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PAFs, PATs and T-Tops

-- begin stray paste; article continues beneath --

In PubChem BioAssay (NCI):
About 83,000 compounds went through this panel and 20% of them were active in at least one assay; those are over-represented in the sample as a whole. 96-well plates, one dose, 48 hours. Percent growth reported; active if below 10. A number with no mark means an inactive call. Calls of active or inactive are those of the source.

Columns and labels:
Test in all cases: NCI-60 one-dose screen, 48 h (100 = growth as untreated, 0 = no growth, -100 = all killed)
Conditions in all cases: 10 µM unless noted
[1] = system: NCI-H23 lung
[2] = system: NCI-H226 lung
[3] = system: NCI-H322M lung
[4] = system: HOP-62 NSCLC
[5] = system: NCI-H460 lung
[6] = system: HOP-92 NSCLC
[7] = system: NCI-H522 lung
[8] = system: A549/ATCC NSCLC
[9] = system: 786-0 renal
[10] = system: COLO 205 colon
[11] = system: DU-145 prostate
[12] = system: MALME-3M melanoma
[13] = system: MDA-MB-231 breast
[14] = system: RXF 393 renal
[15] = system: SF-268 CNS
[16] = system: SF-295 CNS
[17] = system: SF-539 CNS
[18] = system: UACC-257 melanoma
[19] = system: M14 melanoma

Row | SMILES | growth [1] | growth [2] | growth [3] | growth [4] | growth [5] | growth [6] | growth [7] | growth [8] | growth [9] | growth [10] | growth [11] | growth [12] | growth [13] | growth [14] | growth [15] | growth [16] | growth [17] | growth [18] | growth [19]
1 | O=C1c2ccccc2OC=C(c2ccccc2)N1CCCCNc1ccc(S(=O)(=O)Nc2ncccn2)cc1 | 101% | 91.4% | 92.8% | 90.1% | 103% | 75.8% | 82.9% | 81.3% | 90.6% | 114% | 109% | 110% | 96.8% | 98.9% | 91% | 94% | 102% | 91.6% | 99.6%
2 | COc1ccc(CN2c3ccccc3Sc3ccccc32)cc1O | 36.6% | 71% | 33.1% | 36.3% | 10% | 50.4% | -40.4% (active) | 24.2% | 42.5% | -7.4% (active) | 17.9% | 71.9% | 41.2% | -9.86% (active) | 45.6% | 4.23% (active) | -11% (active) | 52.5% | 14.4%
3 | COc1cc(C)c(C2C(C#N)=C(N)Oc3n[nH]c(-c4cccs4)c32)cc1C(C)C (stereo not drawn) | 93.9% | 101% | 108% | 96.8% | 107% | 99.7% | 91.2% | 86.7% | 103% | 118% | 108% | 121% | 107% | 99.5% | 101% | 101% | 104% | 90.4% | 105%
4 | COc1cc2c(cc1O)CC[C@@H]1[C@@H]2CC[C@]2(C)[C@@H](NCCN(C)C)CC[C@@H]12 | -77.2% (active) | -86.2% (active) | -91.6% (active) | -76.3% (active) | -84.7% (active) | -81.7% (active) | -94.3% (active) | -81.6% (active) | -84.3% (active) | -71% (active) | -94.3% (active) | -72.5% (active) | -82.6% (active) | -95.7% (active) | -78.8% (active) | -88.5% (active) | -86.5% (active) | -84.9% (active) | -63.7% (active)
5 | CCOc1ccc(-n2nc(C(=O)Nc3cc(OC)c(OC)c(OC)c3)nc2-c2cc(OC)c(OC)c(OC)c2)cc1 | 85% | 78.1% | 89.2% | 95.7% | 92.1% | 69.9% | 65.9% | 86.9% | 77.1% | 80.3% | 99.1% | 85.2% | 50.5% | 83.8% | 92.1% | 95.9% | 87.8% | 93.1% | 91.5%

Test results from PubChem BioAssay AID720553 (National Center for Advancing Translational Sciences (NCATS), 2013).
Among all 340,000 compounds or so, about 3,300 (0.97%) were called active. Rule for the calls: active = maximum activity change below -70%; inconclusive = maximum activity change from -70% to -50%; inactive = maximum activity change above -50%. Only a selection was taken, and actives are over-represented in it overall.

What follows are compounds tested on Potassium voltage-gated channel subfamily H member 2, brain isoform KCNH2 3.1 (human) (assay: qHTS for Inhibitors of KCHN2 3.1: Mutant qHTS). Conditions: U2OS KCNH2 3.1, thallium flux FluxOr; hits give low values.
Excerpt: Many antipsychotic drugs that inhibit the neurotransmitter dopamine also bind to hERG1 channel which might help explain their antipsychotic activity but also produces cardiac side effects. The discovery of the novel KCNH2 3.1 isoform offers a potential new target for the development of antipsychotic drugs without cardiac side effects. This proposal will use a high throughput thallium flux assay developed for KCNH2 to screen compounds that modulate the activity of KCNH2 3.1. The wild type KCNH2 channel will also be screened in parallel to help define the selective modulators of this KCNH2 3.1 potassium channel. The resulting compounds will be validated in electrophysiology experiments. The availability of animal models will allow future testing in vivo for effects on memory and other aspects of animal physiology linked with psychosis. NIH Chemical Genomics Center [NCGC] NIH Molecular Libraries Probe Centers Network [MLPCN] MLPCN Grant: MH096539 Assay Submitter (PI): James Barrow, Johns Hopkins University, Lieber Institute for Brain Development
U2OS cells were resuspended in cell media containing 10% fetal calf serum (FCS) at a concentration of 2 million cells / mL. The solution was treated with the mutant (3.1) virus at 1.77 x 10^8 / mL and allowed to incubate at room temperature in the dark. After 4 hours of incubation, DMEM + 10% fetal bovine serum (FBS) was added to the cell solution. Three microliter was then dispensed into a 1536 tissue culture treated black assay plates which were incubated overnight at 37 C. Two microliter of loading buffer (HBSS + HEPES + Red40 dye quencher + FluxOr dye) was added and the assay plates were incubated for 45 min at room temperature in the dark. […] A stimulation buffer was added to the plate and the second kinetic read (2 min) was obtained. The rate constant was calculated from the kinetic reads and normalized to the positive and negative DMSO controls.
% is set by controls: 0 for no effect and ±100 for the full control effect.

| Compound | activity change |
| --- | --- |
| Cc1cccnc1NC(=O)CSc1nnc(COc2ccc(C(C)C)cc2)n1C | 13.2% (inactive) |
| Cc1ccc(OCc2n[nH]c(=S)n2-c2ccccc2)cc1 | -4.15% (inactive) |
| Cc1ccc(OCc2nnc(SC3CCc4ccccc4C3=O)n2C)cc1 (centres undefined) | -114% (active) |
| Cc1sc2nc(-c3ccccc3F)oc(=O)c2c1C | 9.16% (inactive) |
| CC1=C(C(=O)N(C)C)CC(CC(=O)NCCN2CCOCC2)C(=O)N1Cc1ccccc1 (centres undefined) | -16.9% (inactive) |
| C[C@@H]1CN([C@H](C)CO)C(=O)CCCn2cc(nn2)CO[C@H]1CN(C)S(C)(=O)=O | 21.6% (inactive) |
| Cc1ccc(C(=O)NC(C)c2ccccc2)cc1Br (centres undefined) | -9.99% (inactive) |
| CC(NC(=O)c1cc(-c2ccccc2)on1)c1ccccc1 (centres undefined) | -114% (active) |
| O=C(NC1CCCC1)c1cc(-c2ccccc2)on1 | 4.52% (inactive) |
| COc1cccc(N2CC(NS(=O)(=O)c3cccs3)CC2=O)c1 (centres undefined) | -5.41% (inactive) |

This is what the purple wire looks like. This PAF is fuller on one side than it is on the other. Sometimes it fuller in the middle. Sometimes on both edges. These things make them sound different from one another. Thanks to the Throbak site for the photo.